Links to all articles included in this series:
- The Beginning: Opening introduction to the series
- Browsers: What are they? How to make them a safer door to Web.
- Search Engines: The Good, Bad and Ugly. Understanding search results.
- Malware and Virus: What is Malware? – What is a Virus? What is the difference in their types? How to avoid them. How to know if you are infected. How to remove them. (you are here)
- Phishing: Signs of phishing, phishing emails, phishing sites
- Computer Optimization: Why is my computer slow? What can I do about it?
- Improving Your Email Experience
- Enjoying Your Computer: Social Media. Entertaining Activities. Educational Activities.
Whenever your computer is behaving a little slow, erratic, or something just does not feel right, it is easy to think you have a virus but before you determine if you are infected, perhaps it is time to first understand all the things that can infect a computer.
Viruses are just one of many malicious programs that can infect your computer. To paraphrase Sun Tzu in his book on the art of war, “Understanding your enemy makes you stronger.” That’s how I feel you should look at malicious software. Arming yourself with the wrong program can leave you exposed to other attacks. For example:
One of the first things my customers say after asking me to fix their infected computer is “How did this happen, I have an antivirus program installed“? Normally the answer is unfortunately, it was not a virus that infected you.
Just What Is A Virus?
Most people call everything that infects a computer a “virus” but as I mention above, that is not the case. Viruses can and do infect computers but criminals have managed to increase their arsenal of weapons to include all types of malicious software. Therefore, starting with Virus, let’s define each type of malicious software and we will conclude with what you can do to keep yourself safe.
Viruses were initially given that name because they tend to spread and act very similar to their living counterparts “human virus.” It is a term used to describe a malicious piece of software that replicates itself by inserting copies into other computer programs and files. They may also reside in the boot sector of the hard drive or your computer’s memory.
Computer viruses can be harmful, some are playfully malicious causing no permanent damage, but nonetheless, removing all viruses from your computer is a must. A computer virus may spread via email attachments, shared files from a USB flash drive, DVD, CD or even by clicking on an infected file while downloading it to your computer.
Viruses are not normally self-propagating, they normally don’t contain the internal code to spread themselves, but instead, rely on people to spread them to their circle of friends and co-workers.
The way many antivirus programs work is by obtaining a list of “all known” viruses and using that list to protect you. If any virus on that list tries to infect your computer, it will recognize it and stop it from doing any damage. However, viruses tend to mutate, that is they will change enough code to be unrecognizable to your AV program. Because these mutations can occur overnight, AV programs do not always prevent you from being infected but by downloading new AV definitions, it will allow you to (disinfect) your computer after the infection. That is one reason why you should have the program set to continually update the virus definitions to ensure full protection.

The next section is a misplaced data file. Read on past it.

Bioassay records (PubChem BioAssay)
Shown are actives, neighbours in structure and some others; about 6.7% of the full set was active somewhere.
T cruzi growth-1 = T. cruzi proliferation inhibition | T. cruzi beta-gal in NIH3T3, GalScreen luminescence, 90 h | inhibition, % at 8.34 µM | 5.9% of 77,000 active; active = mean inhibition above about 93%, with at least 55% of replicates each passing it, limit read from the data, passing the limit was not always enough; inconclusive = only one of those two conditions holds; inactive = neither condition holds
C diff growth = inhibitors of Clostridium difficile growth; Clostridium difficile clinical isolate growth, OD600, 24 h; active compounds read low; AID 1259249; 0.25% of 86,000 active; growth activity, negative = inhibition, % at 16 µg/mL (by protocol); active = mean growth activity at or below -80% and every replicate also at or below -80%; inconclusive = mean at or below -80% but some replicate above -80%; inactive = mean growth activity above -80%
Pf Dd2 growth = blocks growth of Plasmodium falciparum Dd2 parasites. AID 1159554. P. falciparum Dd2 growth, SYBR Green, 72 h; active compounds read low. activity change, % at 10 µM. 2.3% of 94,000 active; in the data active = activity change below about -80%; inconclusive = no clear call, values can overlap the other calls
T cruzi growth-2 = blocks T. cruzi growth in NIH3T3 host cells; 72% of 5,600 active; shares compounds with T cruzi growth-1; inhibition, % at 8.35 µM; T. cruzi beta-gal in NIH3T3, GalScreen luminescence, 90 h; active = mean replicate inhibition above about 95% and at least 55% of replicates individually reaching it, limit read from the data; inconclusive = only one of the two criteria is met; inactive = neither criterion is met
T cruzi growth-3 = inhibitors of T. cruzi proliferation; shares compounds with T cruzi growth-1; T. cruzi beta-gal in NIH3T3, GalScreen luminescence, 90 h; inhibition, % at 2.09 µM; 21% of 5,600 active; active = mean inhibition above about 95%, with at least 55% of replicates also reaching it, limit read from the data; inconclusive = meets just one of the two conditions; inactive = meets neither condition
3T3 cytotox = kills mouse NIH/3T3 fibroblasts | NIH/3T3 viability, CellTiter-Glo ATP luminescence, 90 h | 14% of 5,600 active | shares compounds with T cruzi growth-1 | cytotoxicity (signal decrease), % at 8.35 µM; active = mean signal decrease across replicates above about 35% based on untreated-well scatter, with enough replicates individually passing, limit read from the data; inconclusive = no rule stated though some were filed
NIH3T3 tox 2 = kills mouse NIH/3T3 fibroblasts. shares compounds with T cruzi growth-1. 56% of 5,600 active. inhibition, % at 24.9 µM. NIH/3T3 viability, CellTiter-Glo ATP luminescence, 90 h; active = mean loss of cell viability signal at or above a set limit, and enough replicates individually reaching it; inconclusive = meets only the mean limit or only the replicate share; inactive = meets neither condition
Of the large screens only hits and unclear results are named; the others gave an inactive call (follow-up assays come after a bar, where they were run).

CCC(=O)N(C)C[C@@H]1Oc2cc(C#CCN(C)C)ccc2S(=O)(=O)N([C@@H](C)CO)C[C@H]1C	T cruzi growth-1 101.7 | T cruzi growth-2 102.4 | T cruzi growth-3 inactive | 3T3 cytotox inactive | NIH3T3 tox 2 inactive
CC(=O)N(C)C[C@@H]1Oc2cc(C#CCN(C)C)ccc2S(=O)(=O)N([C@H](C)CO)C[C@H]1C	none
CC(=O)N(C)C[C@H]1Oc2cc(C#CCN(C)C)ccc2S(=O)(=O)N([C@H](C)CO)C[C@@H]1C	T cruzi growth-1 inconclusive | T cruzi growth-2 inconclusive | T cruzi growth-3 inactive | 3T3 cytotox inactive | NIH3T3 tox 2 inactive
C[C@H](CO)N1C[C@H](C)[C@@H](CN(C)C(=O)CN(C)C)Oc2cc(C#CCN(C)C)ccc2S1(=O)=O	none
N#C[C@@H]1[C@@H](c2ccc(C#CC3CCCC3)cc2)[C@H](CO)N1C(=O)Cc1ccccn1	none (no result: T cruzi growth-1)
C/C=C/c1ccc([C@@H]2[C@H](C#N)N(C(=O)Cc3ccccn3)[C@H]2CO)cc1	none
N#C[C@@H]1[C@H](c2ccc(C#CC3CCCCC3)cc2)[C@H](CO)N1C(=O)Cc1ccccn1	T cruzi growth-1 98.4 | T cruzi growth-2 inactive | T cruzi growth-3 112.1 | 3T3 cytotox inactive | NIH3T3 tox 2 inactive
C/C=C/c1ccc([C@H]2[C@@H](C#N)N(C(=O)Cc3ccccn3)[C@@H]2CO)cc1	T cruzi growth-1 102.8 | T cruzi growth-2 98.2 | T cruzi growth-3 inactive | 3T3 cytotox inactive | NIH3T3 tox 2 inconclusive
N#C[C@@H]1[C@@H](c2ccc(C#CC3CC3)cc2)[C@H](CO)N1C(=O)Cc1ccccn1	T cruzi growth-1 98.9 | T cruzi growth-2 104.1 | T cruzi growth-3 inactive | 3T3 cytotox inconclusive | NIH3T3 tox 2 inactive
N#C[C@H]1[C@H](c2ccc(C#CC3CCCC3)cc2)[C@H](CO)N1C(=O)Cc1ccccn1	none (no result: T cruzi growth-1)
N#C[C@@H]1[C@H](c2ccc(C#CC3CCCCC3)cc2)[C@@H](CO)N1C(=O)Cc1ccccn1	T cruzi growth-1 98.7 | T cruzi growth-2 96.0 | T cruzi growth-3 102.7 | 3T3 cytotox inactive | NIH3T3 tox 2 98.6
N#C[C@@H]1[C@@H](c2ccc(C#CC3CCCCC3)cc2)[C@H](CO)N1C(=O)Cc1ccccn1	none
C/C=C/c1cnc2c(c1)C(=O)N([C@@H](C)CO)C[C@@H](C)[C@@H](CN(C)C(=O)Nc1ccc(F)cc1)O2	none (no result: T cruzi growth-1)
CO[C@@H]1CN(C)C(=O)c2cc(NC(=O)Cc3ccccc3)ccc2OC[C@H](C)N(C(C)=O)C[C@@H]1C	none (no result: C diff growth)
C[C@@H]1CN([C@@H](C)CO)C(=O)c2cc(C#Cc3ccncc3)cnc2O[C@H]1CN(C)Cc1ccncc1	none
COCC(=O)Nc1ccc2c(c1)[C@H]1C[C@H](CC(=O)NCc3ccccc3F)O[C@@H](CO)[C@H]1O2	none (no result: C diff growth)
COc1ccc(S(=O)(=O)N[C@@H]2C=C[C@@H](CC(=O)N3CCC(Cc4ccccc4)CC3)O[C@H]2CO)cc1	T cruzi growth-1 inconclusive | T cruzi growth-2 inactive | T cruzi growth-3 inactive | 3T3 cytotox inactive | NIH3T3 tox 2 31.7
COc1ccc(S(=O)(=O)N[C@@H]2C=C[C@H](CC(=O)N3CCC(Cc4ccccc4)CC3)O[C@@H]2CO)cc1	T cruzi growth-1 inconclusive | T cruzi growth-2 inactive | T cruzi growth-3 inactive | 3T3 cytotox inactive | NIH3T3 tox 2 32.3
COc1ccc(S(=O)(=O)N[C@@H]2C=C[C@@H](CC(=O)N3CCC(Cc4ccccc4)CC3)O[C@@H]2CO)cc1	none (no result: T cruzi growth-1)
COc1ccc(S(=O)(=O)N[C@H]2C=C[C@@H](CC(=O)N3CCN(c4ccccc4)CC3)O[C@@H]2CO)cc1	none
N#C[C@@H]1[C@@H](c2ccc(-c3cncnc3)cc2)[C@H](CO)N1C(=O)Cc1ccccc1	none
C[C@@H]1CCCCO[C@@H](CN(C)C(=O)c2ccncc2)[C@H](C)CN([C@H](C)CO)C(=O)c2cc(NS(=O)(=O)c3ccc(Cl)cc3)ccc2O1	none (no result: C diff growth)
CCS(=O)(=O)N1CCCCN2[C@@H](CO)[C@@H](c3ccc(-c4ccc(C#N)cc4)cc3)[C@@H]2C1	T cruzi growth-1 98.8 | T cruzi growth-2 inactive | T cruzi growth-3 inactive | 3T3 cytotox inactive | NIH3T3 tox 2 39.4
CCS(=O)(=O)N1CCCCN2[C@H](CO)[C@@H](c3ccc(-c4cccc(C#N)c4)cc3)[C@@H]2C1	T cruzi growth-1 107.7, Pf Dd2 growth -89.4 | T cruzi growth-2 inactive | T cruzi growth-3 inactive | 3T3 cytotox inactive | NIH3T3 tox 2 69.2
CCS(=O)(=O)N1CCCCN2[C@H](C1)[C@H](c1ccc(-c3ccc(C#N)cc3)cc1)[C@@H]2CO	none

The word malware is short for malicious software. It may be defined as any software used to disrupt computer operations. Depending on the intention of the malware, the disruptions may be minor or very bad. Malware first gains access to your system where it is then capable of manipulating your programs to display ads, demand money, and gather private information. Malware is often defined by how they invade the system or the type of damage they are capable of doing. We will be covering each of those below.
A software program that can gather information about you without your knowledge and may send that information to someone else. It is commonly used for tracking and storing your movements on the web and in some cases use that information to send pop-up ads to your monitor.
Spyware is also known for having key loggers which log all keyboard action and therefore can capture your passwords, bank ID numbers and other private information. Normally classified into four types, Spyware may be defined as Trojans, Adware, System Monitors, i.e. key loggers, and tracking cookies.
This is malware that uses a computer users fears into believing they have a serious problem on their computer. In many cases, the user will initially download what they believe to be a free optimizer or other free but helpful software. The program will then scan the computer and produce what appears to be a ridiculous number of “errors” that they can fix for $19.95 or some other amount. You may actually have one or more of the viruses listed or none but it is trying to scare you into buying it to fix your machine.
In reality what may be happening is:
- They manufacturer a program that detects issues on your computer and then offer to clean some of them but if you want all of them cleaned you just need to purchase their program.
- To increase the scare, they might list every occurrence of an issue on your computer as an error but in actuality is not an error. For example if you have 3018 items in your recycle bin that just needed to be deleted or 2010 items in your “Temporary Internet Files Folder” it would list it at 5028 errors. Don’t fall for scareware. Remove it from your system and try one of the many free alternatives available to you to fix these types of issues. See the list at the end of this article.
This is a type of malware that is very similar in look to the above ScareWare. The difference is that it locks you out of your computer until you pay a ransom. No matter what you do, it will continually flash “Danger” messages and keep the disruptive behavior going until you feel you have to agree to its demands. In many cases, paying the ransom will still not release the computer. It is always best to aggressively remove any Ransomware from your computer.
RansomWare, unlike the the ScareWare above, is actually demanding money before you may proceed. This type of Warning Notice is meant to frighten individuals into paying to get their computer back.